Writing on Air

Writing on Air by Jim Paredes

The enchanted life

Posted on May 25, 2014 by jimparedes

By Jim Paredes

As a photographer, I am always looking for subjects to shoot. They could be big or small wonders of nature, people, situations, buildings, an object, anything that can tell a story however short or long. My desire is to capture them from my point of view share them. In the process, I have learned to pay attention as much as I can to everything around me.

Even before taking up the camera, I had already made efforts to try to be observant. It is not that difficult since I have a natural curiosity for things and people. As an artist, I think this is important to have. I have made songs inspired by things someone has said, about the beauty of women, historic experiences I have been witness to, and the many waves of sadness and joys, dramatic or otherwise, that have touched the shores of my emotional life.

Being observant, or paying attention is the key to having access to enchantment and inspiration. And to one whose eyes are open, the world is overflowing with things of beauty and wonder to constantly crow about. I can get quite excited about what may seem ordinary to many people–leaves on the ground, sunsets, faces of regular people, shapes and textures of things, contrasts, the play of shadow and light on objects, the female form, landscapes, practically anything. I especially enjoy portraying ordinary things in new ways by capturing them with new angles or points of views as they interact with their surroundings.

The process of paying attention requires one to have the mind of a conspiracy theorist which rejects the usual explanations and ways of explaining and understanding something, and instead will find an angle that no one has thought of. It is a mind that likes to connect things in unpredictable wayds, to uncover or make new relationships or meanings between disparate objects, of previously unrelated events, of people and circumstances, and present new ways of looking and understanding them.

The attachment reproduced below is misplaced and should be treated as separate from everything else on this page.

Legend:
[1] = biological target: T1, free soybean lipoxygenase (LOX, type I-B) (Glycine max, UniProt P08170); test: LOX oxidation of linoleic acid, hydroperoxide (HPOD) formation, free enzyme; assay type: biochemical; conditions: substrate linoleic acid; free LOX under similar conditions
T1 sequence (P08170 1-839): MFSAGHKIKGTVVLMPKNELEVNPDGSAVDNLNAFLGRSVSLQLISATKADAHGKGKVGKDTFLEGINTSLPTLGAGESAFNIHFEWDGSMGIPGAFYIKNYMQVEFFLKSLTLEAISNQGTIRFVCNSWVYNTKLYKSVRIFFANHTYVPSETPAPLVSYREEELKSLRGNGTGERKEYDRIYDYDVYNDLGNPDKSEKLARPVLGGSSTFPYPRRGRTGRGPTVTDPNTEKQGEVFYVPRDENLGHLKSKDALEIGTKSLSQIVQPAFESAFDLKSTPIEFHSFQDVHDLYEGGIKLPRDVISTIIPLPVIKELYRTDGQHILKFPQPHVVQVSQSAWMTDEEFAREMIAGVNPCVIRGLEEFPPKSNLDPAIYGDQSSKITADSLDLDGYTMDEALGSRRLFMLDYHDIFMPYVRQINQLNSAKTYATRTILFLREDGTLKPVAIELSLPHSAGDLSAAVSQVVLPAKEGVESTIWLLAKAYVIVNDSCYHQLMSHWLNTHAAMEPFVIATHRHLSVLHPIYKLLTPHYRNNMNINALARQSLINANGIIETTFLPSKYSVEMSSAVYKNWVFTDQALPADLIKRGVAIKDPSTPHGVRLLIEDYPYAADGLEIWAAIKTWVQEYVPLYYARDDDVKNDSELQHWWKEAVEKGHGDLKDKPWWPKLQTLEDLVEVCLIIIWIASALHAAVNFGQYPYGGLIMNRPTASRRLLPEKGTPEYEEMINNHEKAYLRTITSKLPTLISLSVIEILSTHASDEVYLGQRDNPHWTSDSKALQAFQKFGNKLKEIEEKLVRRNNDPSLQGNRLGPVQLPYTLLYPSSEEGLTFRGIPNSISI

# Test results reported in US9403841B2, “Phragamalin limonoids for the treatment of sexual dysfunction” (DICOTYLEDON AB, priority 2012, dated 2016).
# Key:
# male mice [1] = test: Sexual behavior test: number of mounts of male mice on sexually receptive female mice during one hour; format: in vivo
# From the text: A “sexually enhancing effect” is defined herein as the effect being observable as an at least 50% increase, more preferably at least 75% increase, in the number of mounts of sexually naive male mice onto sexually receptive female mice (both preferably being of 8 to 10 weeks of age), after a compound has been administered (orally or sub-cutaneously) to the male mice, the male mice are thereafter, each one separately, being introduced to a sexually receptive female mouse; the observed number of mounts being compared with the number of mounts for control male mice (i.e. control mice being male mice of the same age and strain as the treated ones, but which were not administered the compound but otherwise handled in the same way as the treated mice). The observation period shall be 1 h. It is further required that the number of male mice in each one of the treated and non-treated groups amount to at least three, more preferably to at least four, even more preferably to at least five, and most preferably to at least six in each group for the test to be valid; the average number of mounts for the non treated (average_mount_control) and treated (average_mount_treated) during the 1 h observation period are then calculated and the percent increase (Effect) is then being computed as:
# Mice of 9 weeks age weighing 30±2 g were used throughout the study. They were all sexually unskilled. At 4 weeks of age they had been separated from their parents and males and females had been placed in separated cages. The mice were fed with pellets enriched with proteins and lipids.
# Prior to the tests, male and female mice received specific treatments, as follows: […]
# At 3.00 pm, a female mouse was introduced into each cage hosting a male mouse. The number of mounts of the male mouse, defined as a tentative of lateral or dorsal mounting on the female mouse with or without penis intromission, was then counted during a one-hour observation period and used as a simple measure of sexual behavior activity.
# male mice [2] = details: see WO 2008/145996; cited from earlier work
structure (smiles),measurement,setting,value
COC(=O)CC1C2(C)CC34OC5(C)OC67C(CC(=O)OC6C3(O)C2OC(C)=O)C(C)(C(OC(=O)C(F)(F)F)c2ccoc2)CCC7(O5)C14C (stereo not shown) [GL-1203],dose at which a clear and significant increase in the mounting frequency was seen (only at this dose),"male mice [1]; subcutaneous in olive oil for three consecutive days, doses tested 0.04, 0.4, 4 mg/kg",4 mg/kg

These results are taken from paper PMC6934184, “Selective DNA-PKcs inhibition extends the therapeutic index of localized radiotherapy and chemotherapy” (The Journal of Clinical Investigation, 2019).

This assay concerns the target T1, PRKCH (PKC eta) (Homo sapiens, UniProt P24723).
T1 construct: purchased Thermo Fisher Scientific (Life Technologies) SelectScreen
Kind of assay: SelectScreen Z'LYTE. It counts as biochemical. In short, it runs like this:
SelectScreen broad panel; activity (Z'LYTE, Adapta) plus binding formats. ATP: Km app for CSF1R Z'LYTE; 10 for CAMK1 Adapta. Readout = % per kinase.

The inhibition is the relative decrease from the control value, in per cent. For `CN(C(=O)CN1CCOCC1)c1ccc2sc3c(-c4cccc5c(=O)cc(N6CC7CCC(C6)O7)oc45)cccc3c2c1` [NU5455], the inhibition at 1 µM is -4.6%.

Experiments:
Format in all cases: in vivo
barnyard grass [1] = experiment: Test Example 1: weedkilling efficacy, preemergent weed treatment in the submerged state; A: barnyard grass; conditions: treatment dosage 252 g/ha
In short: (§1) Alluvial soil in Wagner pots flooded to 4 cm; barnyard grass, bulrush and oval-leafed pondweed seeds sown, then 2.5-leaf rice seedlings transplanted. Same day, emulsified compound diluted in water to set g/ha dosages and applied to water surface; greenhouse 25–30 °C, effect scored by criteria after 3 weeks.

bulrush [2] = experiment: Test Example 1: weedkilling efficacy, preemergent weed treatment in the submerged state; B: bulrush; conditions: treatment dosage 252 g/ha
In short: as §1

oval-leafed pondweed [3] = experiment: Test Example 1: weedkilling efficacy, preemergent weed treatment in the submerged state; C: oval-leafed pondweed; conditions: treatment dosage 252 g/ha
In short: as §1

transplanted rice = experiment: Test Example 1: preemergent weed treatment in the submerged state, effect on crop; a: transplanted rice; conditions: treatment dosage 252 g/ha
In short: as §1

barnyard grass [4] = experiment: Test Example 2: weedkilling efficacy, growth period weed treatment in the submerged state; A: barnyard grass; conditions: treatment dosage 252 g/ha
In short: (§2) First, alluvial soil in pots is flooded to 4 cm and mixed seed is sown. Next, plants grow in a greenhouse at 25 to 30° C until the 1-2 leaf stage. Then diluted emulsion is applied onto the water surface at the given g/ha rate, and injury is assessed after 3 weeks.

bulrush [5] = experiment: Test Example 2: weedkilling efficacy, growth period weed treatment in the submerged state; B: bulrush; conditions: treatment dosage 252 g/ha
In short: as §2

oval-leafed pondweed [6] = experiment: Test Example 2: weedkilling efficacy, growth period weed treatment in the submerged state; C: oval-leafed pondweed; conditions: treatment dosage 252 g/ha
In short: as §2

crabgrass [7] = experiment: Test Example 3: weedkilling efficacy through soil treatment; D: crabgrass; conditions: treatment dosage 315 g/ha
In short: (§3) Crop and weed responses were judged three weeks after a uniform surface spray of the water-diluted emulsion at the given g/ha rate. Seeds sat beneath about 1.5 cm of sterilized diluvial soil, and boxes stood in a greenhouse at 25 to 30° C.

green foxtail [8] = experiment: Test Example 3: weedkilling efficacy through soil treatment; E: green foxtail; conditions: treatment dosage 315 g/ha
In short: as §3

Always looking for a new story, or an old one but retelling it in a new way, the creative mind is always in search of the unique, and likes erasing the dots previously connected and reconnecting them for new configurations.

Try to play this game in your mind: imagine that everything that you encounter everyday shows up precisely to meet the appointment it has with you. Take a look at the meat or fish you are having for lunch. Imagine what it took to bring this precise food on the table. Who caught the fish, or killed the animal? Which market was it sold in? Imagine how exactly THIS particular meat ended up on your plate. Isn’t that mindboggling? When you try to imagine the history, circumstances and the possible implications to you of why something is there in front of you, it can leave you speechless.
Now apply this to other things, to the people you meet, the places and surroundings you see, the encounters you do not usually give any thought or attention to. Looking at things through the portal of wonder can make everything absolutely amazing that one can’t help but see ‘this and that’ as elements of a divinely inspired ‘plan’ or conspiracy.